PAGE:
2022 was a very painful year in my investment career, nearly nothing seemed to work. I used to rely a lot in rotating positions in between asset classes that were typically uncorrelated but… not 2022. Nearly everything was correlated and moving south. I take investment decisions based on different volatility parameters like the VIX roll yield and VIX measured at different time frames but… 2022 was special: nothing flashing red while the equity market slowly and painfully moving down. In the middle of the year, I asked myself:
It took me a few months, lot of Excel and a tip from a market veteran to get into a Eureka moment. This friend of mine said: 2022 reminded him of the Dotcom bubble. At that time the market was trending down but, at a certain extent, there was neither panic nor noise, just a painful bleeding. He was right. If we assume that panic and noise translate into VIX spikes, in Figure 1, it can be observed that despite a 20-30% drawdown, the VIX was elevated but never shoot significantly higher than 30% during the Dotcom bubble. This was very different from what many of us have experienced after the 2007-2009 financial crisis. We got into the mental picture of: there is a lot of drawdown thus the VIX will have to spike. As 2022 showed, this was far from the truth.
Figure 1: S&P500 drawdown and VIX
In essence VIX is a standard deviation. A value of 15% means that within one year from now, the S&P500 could close plus/minus 15% within 68% probability. First keyword is “plus/minus”. We should disconnect the believe that the S&P500 movement is inversely correlated to the one of the VIX. This is correct 85% of the time, meaning that there are 15% of instances in which the two are positive correlated or uncorrelated. From Figure 1, we can make a second observation: the VIX spikes only during uncertainties. An example quite fresh to our memory is March 2020. There are other case like 2018 Q4 and August 2015. This gives an answer to the first question, we should stop assuming a nearly perfect inverse correlation between the VIX and the S&P500.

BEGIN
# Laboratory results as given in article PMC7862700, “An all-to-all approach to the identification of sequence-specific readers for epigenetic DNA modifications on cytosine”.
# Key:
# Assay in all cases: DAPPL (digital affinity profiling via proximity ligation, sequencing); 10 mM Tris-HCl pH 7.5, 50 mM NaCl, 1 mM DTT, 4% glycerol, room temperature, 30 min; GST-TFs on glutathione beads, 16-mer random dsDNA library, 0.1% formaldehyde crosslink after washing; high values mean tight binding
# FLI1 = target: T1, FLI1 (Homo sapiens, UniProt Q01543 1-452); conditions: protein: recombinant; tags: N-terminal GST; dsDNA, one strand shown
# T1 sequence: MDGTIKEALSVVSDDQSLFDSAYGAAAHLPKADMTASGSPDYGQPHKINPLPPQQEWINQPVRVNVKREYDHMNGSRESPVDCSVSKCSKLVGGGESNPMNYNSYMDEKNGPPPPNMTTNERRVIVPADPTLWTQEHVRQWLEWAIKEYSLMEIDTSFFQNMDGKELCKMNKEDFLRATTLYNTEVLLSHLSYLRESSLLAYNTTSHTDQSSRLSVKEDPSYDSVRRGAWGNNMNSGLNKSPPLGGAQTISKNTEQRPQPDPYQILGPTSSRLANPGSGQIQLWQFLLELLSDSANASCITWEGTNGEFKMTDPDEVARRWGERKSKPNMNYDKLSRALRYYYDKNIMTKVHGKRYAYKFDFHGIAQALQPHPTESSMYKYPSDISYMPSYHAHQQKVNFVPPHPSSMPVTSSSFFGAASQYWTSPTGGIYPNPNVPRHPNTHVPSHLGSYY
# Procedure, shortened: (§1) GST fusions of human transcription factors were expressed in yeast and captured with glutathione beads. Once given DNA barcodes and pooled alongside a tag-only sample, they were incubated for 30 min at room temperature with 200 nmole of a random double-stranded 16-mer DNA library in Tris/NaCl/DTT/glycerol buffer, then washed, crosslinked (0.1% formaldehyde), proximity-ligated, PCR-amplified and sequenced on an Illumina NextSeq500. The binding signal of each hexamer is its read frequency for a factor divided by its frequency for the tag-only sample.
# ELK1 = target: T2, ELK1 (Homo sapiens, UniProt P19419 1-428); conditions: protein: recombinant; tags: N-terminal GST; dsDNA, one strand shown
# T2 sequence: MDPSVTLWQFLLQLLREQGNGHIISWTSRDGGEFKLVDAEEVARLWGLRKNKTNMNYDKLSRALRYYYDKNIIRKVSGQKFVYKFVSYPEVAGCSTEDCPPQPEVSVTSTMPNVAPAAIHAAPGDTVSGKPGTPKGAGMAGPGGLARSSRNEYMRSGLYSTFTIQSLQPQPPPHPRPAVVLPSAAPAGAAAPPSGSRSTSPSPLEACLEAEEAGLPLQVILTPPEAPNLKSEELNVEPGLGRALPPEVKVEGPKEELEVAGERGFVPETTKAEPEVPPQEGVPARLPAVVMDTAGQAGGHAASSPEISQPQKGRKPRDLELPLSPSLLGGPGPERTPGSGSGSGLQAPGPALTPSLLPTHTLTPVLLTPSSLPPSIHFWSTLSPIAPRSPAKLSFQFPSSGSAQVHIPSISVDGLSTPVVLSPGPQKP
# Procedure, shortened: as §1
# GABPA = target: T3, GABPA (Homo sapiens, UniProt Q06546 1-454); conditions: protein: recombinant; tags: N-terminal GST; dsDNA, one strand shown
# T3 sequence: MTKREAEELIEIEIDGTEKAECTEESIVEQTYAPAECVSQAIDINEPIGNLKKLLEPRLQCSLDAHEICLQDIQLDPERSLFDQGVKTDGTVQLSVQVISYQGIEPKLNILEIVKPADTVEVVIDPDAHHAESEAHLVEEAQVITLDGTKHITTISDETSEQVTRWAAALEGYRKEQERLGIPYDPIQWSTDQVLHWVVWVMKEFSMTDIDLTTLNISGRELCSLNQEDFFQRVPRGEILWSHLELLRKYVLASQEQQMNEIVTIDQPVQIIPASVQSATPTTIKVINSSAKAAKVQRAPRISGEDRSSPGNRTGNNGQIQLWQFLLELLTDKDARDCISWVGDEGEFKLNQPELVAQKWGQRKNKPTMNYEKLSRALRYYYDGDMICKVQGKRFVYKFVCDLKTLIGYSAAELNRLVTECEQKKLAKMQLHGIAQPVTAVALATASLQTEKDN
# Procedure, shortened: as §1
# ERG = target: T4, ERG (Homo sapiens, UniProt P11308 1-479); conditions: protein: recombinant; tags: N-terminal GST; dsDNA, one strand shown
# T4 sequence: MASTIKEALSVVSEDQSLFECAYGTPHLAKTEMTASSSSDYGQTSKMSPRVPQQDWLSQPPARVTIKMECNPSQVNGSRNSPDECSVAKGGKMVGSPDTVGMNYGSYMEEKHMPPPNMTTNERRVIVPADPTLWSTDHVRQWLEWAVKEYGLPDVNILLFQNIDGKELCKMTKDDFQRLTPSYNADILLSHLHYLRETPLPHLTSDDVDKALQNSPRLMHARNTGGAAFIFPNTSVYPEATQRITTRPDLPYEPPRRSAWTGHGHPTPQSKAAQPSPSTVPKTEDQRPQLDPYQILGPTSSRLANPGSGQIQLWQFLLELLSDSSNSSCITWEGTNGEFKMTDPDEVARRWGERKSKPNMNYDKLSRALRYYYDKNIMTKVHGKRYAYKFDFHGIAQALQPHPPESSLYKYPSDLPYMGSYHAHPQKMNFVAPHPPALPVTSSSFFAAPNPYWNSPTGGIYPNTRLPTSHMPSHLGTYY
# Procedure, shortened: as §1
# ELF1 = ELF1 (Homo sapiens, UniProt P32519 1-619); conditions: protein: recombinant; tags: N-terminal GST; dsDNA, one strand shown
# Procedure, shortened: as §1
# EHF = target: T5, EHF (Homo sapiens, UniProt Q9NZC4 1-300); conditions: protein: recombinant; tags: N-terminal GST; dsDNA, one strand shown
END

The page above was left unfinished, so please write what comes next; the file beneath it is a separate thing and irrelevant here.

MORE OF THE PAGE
Could this situation have been spotted?
I have tried not to overcomplicate my life and I made the hypothesis that somehow this information was hidden in the prices of the main US indexes. What 2000 and 2022 had in common? In both instances, everyone was talking about stock market bubble. Usually overinflated prices are found in growth stocks (typically part of the Nasdaq 100) and less in value stocks (typically part of the Dow Jones). This can be observed in Figure 2, there was a major divergence between the growth of the Nasdaq and Dow in 2000 and 2022.
Figure 2: Price evolution of the Dow Jones and Nasdaq 100 during the Dotcom bubble and 2022.
But the market is not the economy, even if a bubble exists we do not know when it is going to burst, maybe until now. I will not share the details of my secret sauce, but by looking at the price action of the Nasdaq and the Dow Jones, it is possible to derive an indicator that spots when a bubble might burst. In Figure 3, this “bubble burst” indicator showed high readings during 2000, 2022 and early 2023.
Figure 3: S&P500 drawdown and bubble burst indicator.
The simplest way to use it, it is to identify a threshold level beyond which a strategy moves from 100% equities (S&P500 in this example) to cash. I found the sweet spot being 75-80%. Higher reading indicates pain for the equity market. A simple backtest is shown in Figure 4; a threshold value of 80% was used. The lower chart shows a drawdown that is drastically reduced. The reduction in drawdown resulted in 85% higher return (upper chart) just with the use of one single indicator.
Figure 4: Return (upper chart) and drawdown (lower chart) of the S&P500 buying and holding vs. going to cash above the threshold value of the bubble burst indicator.
We are almost in 2024, why am I writing this article now? History often rhymes and it is not unlikely that we will experience again a stock market bubble burst, better being prepared. Think about 2023: most of the gains in the equity market were driven by the AI mania. AI stocks are just a few, all the others stayed relatively flat throughout the year.
At the moment of writing, my bubble burst indicator is well above 80%. Better being prepared and having a plan of what might come!
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